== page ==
“‘Who may you be?’ hissed the owl, and glared with its fiery eyes into the cleft.
“‘We come from Hencastle, where there are hundreds of mice, who devour our corn day and night.
“‘Whoo–hoo! I’ll come, I’ll come,’ screamed the owl, snapping its beak with pleasure.
“In the grey of the dawn the fowls sat on the roof-tree, listening to Mark, the watchman, who stood on the top of, his chimney, and cried,
“‘What do I see?
Here come the three!
And with them, I reckon,
A bird with no neck on.’
“Thereupon the owl and the three messengers flew up with a rush to the top of the castle.
“‘Ha! ha! I smell mice,’ shrieked the new comer, and dashed through a hole in the roof, from whence it shortly reappeared with a mouse in its claws.
“This sight filled all the fowls with joy; and as they sat on the edge of the roof in a row, they nudged each other, and remarked,
“‘This has indeed been a happy venture.’
“For a few days everything went as smoothly as possible, but after a time the mice began to find out that the owl could only see really well at night, that it saw badly by day, and hardly at all when the midday sun was shining through the window into the loft. So they only came out at noon, and then dragged enough corn away into their holes to last them till the following day.
“One night the owl did not catch a single mouse, and so, being very hungry, drove its beak into some hen’s eggs that lay in a corner, and ate them. Finding them more to its taste than the fattest mouse, and much less trouble to catch, henceforth the owl gave up mouse-hunting, and took to egg-poaching. This the fowls presently discovered, and the three wise cocks were sent to tell the owl to go away, as it was no longer of use to anybody, for it never caught mice but only ate eggs.
“‘Whoo–hoo! whoo–hoo! More eggs–give me more eggs, or I’ll scratch your eyes out,’ shrieked the owl, and began to whet its beak on a beam in such a savage manner that the three cocks fled in terror to the top of the chimney.
“Having somewhat recovered from their alarm, they went down and told Flaps, who was basking in the sunshine, that the owl must be got rid of.
“‘What, are all the mice eaten, then?’ inquired he.
“‘Alas!’ answered one of the cocks, ‘the brute will eat nothing but eggs now, and threatens to scratch our eyes out if we don’t supply as many more as it wants.’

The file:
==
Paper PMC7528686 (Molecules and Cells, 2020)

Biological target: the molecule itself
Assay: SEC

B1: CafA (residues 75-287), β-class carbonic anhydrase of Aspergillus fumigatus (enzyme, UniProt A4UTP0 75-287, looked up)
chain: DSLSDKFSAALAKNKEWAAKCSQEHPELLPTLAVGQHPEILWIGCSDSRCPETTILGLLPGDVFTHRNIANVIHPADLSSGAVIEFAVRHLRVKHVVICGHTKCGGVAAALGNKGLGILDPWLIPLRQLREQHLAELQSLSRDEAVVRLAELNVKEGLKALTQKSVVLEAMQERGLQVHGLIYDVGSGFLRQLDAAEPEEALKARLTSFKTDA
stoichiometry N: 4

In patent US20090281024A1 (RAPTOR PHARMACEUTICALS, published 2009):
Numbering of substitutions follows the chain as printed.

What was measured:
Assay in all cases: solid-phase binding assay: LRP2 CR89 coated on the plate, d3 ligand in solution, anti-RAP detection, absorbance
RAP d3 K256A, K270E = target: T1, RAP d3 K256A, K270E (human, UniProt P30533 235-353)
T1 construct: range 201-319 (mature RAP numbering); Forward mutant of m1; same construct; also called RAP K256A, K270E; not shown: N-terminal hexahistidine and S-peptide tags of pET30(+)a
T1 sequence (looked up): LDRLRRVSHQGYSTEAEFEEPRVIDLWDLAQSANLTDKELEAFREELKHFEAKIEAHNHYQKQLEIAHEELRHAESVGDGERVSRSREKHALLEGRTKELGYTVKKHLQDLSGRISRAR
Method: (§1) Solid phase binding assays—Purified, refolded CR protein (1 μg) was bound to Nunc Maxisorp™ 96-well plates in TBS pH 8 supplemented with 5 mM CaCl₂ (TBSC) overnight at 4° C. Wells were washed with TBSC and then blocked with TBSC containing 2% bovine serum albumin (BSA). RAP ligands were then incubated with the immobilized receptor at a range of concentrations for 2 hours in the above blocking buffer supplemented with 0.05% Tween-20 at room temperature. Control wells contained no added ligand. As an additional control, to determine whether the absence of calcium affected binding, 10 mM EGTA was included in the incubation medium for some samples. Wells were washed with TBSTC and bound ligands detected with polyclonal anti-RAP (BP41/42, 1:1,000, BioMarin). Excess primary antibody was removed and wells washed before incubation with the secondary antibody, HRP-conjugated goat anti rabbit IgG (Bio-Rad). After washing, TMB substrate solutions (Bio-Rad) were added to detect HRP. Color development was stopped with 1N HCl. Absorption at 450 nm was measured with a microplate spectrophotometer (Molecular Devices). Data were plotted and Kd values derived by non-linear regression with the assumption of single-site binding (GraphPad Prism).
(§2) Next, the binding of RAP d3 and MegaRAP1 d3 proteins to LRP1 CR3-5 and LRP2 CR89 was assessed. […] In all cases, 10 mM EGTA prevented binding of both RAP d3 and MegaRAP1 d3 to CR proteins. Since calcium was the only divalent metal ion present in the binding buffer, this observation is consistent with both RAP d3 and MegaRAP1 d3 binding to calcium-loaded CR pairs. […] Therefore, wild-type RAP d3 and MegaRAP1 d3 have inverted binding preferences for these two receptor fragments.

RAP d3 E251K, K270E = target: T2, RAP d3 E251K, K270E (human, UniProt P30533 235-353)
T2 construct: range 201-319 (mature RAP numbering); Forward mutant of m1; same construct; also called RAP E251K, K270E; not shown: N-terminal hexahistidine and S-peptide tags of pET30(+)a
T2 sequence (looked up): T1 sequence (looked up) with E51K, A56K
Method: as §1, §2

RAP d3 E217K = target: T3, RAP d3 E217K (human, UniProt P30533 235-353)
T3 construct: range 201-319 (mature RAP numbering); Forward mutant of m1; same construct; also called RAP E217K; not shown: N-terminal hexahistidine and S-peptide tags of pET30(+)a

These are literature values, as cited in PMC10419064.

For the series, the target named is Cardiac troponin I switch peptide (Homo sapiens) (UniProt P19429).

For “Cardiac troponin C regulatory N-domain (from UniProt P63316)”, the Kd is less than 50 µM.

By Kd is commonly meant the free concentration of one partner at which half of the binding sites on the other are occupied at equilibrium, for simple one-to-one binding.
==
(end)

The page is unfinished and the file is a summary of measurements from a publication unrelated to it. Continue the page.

“‘Wait till noonday,’ said the dog, ‘and I’ll soon bring the rascal to reason.’
“At twelve o’clock Flaps quietly pushed the door open and went up into the loft. There sat the old owl winking and blinking in a corner.
“‘So you are the robber who is going to scratch people’s eyes out,’ said Flaps. ‘For this you must die!’
“‘That remains to be seen,’ sneered the owl; ‘but eyes I will have, and dogs’ eyes too!’ and with that it swooped down upon Flaps’ head; but the old dog seized the bird between his teeth and killed it, though not before one of his own eyes had been scratched out in the struggle.
“‘No matter,’ said Flaps; ‘I’ve done my duty, at any rate, and I don’t know why I should want more than one eye to see with;’ and so saying, he went back to his post.
“The fowls made a great feast, which lasted the whole day, to celebrate the owl’s death.
“But the mice remained in the castle, and continued to increase and multiply. So the three wise cocks had to go forth on a second voyage of discovery, in order to try and find a remedy against the intruders.
“They flew on for a night and a day without any result; but towards morning, on the second day, they alighted to rest in a thick wood, and there, in one of the forest glades, just as the sun was rising, they saw a red-coated animal watching a mouse-hole. It was a fox, who had come out to find something for breakfast. They soon saw him catch a mouse and eat it, and then heard him say, ‘Heaven be praised for small mercies! I have managed to secure a light breakfast at last, though I’ve been hunting all night in vain.’